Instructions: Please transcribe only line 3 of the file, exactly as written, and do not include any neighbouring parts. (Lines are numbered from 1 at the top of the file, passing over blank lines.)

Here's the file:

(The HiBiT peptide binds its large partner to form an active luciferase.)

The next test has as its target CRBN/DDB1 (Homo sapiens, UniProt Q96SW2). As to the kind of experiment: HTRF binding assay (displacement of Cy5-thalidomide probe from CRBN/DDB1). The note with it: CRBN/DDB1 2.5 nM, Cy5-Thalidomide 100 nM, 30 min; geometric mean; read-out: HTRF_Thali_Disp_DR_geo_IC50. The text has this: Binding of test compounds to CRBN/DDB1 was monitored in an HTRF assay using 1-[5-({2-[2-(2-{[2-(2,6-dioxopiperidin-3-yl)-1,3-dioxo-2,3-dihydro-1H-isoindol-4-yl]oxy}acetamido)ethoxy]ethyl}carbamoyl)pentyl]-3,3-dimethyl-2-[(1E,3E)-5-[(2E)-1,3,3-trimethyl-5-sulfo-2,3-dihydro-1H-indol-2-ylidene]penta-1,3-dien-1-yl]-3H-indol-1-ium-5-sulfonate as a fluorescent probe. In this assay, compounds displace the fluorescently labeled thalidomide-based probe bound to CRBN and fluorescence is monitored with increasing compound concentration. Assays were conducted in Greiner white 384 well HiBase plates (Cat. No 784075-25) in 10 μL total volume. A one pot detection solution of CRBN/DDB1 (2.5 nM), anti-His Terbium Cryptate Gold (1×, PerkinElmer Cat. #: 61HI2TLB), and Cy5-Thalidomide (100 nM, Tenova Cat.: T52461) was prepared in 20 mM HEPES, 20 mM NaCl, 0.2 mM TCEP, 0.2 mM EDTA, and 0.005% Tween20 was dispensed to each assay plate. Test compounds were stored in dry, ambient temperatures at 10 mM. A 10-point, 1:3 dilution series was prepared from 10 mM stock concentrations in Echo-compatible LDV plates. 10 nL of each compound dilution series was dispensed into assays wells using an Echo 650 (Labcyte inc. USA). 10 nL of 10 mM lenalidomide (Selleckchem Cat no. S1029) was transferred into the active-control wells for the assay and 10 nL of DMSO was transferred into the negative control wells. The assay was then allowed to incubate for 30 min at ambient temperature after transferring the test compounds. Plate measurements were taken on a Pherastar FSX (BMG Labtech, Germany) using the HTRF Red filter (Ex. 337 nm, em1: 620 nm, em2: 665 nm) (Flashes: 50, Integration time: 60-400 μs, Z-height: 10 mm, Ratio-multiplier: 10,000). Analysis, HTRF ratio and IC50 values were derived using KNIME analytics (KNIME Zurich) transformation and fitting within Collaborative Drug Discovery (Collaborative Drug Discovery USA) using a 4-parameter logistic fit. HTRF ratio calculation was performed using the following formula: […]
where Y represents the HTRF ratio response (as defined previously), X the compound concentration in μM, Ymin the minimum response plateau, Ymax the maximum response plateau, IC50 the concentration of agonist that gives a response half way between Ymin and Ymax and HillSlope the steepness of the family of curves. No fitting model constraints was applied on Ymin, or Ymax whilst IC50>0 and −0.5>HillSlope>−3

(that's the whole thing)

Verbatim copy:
where Y represents the HTRF ratio response (as defined previously), X the compound concentration in μM, Ymin the minimum response plateau, Ymax the maximum response plateau, IC50 the concentration of agonist that gives a response half way between Ymin and Ymax and HillSlope the steepness of the family of curves. No fitting model constraints was applied on Ymin, or Ymax whilst IC50>0 and −0.5>HillSlope>−3